Escadafal indicated that most of the consortium’s work to date has been undertaken without UNCCD funding and due to this lack of funding, the consortium currently cannot continue work on preparing the conference, which will now likely be delayed until April 2015.

In response to an inquiry from YEMEN, the Secretariat explained the scientific conferences and the consortium are funded by extra budgetary funds, and that there is currently no sustainable source of funding for them.

CONTACT GROUPS

The COW contact group on housing arrangements for the GM convened in the afternoon. After ITALY presented a list of questions on the Secretariat’s report, Facilitator Aho informed parties that the Secretariat’s response would be discussed in the contact group session on Thursday. In the COW contact group on budget matters, delegates began consideration of draft text on means of financing.

In the afternoon, the CRIC contact group drafted preambular language on strengthening and enhancing alignment and implementation of action programmes with the Strategy. Parties reiterated the difficulty of accessing financing for NAPs, with some stressing the need to simplify the process. Among issues raised were: whether specific funding agencies should be named; whether to specify predictable financing; and how to address shared responsibility or interest in the alignment process.

The CST contact group met during the evening where discussions continued on ways of enabling UNCCD to become the leading authority on DLDD scientific research. Facilitator Hanley expressed hope that participants will come to an agreement on the basics of creating a platform to distil current research and knowledge, a topic that formed the main focus of discussion.

The joint CRIC-CST contact group also met in the evening to discuss methods to measure progress on strategic objectives 1, 2 and 3 of the Strategy.

IN THE CORRIDORS

While many participants spoke of a promising start to CST discussions on improving international collaboration to strengthen links between science, policy and practice, the mood in the CRIC tent was reported to be more contentious. One observer there noted that the initial focus on opportunities for mobilizing additional resources through enhanced synergies among the Rio Conventions had shifted to a focus on the imbalances among them, and many pondered India’s observation that his country received 63% of total GEF funds for climate change and less than 1% for DLDD-related activities.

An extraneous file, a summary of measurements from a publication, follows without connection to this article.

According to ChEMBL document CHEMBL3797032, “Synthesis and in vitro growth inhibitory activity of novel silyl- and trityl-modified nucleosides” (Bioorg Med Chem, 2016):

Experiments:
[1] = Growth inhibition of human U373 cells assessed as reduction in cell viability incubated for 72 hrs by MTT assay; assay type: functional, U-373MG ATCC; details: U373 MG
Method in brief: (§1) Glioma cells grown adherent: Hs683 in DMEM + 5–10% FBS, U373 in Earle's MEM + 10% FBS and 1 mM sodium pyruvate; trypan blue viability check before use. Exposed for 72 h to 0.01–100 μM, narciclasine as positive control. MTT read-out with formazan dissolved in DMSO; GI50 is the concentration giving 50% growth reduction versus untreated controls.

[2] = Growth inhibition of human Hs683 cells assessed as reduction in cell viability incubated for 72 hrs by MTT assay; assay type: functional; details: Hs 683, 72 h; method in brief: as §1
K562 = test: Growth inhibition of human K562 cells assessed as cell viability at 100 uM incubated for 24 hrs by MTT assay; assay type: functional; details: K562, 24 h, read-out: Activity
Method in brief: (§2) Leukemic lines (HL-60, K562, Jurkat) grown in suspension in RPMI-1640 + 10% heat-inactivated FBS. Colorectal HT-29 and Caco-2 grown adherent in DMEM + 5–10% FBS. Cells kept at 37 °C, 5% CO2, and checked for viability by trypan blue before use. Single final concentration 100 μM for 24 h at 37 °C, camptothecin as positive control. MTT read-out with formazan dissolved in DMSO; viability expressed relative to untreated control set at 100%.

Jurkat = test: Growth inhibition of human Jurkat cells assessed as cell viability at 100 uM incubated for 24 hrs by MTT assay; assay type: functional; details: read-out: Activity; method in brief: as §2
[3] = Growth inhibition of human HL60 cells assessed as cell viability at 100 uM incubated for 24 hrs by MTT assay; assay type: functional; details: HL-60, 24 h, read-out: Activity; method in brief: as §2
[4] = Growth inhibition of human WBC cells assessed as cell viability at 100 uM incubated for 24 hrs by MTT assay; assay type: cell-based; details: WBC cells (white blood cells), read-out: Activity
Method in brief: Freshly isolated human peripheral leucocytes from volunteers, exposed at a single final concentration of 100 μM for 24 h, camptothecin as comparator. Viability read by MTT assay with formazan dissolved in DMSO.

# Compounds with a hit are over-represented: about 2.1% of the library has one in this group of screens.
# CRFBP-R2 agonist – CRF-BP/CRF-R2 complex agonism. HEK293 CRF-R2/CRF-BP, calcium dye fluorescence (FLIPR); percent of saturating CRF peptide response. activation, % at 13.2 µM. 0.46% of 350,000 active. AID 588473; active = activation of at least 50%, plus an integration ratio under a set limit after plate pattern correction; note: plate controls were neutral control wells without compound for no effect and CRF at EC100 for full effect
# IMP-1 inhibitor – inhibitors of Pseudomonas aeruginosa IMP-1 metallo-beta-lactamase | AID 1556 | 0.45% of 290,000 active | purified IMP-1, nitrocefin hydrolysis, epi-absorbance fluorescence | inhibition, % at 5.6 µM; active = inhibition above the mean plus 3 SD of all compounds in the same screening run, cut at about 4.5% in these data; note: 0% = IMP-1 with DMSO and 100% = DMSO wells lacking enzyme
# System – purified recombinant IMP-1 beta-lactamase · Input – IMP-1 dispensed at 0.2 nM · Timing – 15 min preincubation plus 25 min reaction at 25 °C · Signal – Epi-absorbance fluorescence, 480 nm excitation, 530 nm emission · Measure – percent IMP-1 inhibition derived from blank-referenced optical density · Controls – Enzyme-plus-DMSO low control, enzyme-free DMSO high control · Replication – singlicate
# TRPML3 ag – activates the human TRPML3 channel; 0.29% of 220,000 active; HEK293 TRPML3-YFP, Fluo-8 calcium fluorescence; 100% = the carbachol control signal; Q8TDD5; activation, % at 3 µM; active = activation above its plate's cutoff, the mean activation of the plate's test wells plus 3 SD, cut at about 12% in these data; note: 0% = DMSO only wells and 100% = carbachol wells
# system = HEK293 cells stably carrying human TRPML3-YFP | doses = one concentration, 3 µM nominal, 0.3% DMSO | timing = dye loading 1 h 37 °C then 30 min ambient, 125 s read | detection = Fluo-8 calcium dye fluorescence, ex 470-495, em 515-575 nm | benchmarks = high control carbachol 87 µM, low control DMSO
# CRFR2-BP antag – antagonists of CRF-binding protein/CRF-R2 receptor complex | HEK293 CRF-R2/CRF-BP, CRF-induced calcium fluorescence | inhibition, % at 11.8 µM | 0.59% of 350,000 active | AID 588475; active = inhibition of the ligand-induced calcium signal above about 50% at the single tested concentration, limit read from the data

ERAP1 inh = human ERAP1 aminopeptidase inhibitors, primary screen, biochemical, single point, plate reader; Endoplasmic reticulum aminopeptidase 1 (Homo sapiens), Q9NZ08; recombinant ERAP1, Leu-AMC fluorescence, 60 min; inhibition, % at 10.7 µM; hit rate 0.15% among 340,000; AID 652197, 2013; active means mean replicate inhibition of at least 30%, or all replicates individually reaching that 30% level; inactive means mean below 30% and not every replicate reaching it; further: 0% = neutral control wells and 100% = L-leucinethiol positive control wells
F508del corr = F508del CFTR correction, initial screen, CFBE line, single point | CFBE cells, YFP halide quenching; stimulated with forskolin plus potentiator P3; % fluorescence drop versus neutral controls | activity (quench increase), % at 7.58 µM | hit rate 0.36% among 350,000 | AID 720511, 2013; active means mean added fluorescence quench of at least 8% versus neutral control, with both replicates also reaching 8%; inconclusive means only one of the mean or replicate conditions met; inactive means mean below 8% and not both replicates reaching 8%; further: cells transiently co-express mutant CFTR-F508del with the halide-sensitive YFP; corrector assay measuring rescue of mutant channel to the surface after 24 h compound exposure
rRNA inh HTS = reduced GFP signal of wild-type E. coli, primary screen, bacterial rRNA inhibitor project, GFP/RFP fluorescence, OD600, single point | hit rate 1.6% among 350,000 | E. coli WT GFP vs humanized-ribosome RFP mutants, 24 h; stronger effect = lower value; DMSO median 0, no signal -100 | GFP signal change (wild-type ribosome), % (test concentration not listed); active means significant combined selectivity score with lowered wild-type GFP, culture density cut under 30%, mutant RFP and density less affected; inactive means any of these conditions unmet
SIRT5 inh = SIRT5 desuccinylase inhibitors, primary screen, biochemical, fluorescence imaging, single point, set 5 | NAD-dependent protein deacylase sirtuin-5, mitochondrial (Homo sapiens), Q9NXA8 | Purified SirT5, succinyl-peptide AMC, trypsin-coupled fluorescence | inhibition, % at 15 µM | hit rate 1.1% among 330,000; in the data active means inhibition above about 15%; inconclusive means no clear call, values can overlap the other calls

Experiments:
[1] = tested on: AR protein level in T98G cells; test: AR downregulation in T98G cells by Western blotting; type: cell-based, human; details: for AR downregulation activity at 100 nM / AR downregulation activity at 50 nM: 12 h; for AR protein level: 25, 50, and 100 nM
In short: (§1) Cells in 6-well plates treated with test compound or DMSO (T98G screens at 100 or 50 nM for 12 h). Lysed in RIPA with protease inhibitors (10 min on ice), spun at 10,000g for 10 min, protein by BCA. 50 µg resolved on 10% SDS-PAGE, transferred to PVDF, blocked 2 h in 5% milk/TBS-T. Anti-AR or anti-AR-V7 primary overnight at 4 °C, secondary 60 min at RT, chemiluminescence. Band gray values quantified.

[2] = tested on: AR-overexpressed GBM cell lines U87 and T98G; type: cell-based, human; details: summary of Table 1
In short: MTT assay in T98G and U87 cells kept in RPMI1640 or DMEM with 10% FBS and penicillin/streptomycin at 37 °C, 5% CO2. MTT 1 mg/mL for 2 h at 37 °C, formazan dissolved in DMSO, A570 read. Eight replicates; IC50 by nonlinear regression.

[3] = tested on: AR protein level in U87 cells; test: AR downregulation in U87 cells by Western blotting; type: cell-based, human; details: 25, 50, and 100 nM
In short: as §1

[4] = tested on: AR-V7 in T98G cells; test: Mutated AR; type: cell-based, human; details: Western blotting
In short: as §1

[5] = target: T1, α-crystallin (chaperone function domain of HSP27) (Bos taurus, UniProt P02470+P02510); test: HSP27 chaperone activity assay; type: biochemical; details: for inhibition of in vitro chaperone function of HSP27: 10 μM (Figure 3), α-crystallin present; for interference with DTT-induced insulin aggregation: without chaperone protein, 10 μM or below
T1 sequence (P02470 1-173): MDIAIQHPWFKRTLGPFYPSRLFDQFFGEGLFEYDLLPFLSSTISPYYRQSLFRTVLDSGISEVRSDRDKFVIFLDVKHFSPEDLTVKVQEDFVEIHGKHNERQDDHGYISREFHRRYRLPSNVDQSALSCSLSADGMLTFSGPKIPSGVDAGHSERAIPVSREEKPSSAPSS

Meanwhile in the COW contact groups, some commented on the appearance of a bidding race to host the GM.

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This issue of the Earth Negotiations Bulletin © <enb@iisd.org> is written and edited by Beate Antonich, Aaron Leopold, Suzi Malan, Wangu Mwangi and Mihaela Secrieru. The Digital Editor is Francis Dejon. The Editor is Pamela S. Chasek, Ph.D. <pam@iisd.org>. The Director of IISD Reporting Services is Langston James “Kimo” Goree VI <kimo@iisd.org>. The Sustaining Donor of the Bulletin is the European Commission (DG-ENV). General Support for the Bulletin during 2013 is provided by the German Federal Ministry for the Environment, Nature Conservation and Nuclear Safety (BMU), the Ministry of Environment of Sweden, the New Zealand Ministry of Foreign Affairs and Trade, SWAN International, the Swiss Federal Office for the Environment (FOEN), the Finnish Ministry for Foreign Affairs, the Japanese Ministry of Environment (through the Institute for Global Environmental Strategies - IGES), and the United Nations Environment Programme (UNEP). Specific funding for the coverage of this meeitng has been provided by the Global Environment Facility (GEF) and the UN Development Programme (UNDP). Funding for translation of the Bulletin into French has been provided by the Government of France, the Belgium Walloon Region, Québec, and the International Organization of the Francophone (OIF and IEPF). The opinions expressed in the Bulletin are those of the authors and do not necessarily reflect the views of IISD or other donors. Excerpts from the Bulletin may be used in non-commercial publications with appropriate academic citation. For information on the Bulletin, including requests to provide reporting services, contact the Director of IISD Reporting Services at <kimo@iisd.org>, +1-646-536-7556 or 300 East 56th St., 11D, New York, NY 10022 USA. The ENB Team at UNCCD COP11 can be contacted by e-mail at <wangu@iisd.org>.